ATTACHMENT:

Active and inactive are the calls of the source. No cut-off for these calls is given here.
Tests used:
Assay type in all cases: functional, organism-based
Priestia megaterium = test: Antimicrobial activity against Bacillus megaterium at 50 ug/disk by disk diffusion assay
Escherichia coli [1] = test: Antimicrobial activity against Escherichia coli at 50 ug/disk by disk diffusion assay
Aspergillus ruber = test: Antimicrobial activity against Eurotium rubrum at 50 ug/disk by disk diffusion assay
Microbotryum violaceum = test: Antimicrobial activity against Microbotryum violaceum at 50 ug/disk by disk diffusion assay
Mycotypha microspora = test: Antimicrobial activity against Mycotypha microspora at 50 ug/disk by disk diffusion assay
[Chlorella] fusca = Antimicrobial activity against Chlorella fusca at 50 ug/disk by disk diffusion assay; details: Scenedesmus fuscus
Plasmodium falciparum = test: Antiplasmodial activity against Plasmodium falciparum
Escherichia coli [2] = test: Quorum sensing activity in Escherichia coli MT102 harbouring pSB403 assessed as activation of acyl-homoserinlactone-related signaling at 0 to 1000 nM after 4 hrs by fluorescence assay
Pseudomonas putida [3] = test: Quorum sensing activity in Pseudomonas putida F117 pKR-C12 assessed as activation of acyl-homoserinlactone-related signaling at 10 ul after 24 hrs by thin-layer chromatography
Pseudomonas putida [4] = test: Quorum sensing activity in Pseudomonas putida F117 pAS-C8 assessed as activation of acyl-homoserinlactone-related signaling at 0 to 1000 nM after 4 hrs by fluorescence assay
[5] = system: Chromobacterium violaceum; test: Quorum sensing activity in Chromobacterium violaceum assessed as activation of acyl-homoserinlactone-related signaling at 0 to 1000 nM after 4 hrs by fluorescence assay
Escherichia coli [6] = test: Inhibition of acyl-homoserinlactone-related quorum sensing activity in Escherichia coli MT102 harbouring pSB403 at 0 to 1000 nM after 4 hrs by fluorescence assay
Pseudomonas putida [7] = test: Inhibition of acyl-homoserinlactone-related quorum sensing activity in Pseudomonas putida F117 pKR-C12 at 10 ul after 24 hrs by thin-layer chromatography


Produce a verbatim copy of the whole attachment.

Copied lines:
Active and inactive are the calls of the source. No cut-off for these calls is given here.
Tests used:
Assay type in all cases: functional, organism-based
Priestia megaterium = test: Antimicrobial activity against Bacillus megaterium at 50 ug/disk by disk diffusion assay
Escherichia coli [1] = test: Antimicrobial activity against Escherichia coli at 50 ug/disk by disk diffusion assay
Aspergillus ruber = test: Antimicrobial activity against Eurotium rubrum at 50 ug/disk by disk diffusion assay
Microbotryum violaceum = test: Antimicrobial activity against Microbotryum violaceum at 50 ug/disk by disk diffusion assay
Mycotypha microspora = test: Antimicrobial activity against Mycotypha microspora at 50 ug/disk by disk diffusion assay
[Chlorella] fusca = Antimicrobial activity against Chlorella fusca at 50 ug/disk by disk diffusion assay; details: Scenedesmus fuscus
Plasmodium falciparum = test: Antiplasmodial activity against Plasmodium falciparum
Escherichia coli [2] = test: Quorum sensing activity in Escherichia coli MT102 harbouring pSB403 assessed as activation of acyl-homoserinlactone-related signaling at 0 to 1000 nM after 4 hrs by fluorescence assay
Pseudomonas putida [3] = test: Quorum sensing activity in Pseudomonas putida F117 pKR-C12 assessed as activation of acyl-homoserinlactone-related signaling at 10 ul after 24 hrs by thin-layer chromatography
Pseudomonas putida [4] = test: Quorum sensing activity in Pseudomonas putida F117 pAS-C8 assessed as activation of acyl-homoserinlactone-related signaling at 0 to 1000 nM after 4 hrs by fluorescence assay
[5] = system: Chromobacterium violaceum; test: Quorum sensing activity in Chromobacterium violaceum assessed as activation of acyl-homoserinlactone-related signaling at 0 to 1000 nM after 4 hrs by fluorescence assay
Escherichia coli [6] = test: Inhibition of acyl-homoserinlactone-related quorum sensing activity in Escherichia coli MT102 harbouring pSB403 at 0 to 1000 nM after 4 hrs by fluorescence assay
Pseudomonas putida [7] = test: Inhibition of acyl-homoserinlactone-related quorum sensing activity in Pseudomonas putida F117 pKR-C12 at 10 ul after 24 hrs by thin-layer chromatography